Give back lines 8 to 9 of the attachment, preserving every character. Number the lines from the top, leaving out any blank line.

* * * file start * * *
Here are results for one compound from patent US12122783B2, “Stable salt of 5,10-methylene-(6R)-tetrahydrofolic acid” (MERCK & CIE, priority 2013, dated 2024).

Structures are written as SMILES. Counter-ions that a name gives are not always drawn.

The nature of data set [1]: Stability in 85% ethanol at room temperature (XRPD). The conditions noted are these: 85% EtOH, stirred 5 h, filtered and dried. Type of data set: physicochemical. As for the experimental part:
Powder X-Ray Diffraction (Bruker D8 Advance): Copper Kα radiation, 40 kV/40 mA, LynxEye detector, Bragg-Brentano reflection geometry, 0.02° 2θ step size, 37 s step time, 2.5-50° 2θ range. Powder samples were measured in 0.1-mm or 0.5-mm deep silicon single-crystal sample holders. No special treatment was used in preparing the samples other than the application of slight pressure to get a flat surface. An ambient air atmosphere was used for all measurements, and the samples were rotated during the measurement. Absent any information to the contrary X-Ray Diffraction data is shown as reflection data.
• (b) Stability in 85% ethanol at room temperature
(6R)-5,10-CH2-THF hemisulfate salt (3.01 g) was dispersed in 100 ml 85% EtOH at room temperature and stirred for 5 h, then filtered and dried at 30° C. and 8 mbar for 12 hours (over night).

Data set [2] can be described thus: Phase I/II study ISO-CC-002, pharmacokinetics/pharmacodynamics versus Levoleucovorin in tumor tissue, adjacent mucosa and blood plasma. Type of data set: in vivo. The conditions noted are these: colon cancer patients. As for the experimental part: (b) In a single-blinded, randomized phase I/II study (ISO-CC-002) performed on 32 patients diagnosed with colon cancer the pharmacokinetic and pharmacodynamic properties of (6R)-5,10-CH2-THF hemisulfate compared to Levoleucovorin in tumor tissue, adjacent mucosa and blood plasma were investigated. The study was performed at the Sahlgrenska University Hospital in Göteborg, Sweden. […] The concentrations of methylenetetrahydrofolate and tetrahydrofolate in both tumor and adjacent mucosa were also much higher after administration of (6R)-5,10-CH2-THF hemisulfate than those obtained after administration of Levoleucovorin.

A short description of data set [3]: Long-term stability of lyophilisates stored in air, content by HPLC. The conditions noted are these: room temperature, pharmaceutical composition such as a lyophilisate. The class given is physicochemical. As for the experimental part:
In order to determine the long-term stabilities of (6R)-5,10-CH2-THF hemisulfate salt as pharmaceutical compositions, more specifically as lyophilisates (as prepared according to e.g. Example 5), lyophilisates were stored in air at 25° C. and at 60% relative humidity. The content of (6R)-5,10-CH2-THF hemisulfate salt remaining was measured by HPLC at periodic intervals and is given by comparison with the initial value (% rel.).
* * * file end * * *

A short description of data set [3]: Long-term stability of lyophilisates stored in air, content by HPLC. The conditions noted are these: room temperature, pharmaceutical composition such as a lyophilisate. The class given is physicochemical. As for the experimental part:
In order to determine the long-term stabilities of (6R)-5,10-CH2-THF hemisulfate salt as pharmaceutical compositions, more specifically as lyophilisates (as prepared according to e.g. Example 5), lyophilisates were stored in air at 25° C. and at 60% relative humidity. The content of (6R)-5,10-CH2-THF hemisulfate salt remaining was measured by HPLC at periodic intervals and is given by comparison with the initial value (% rel.).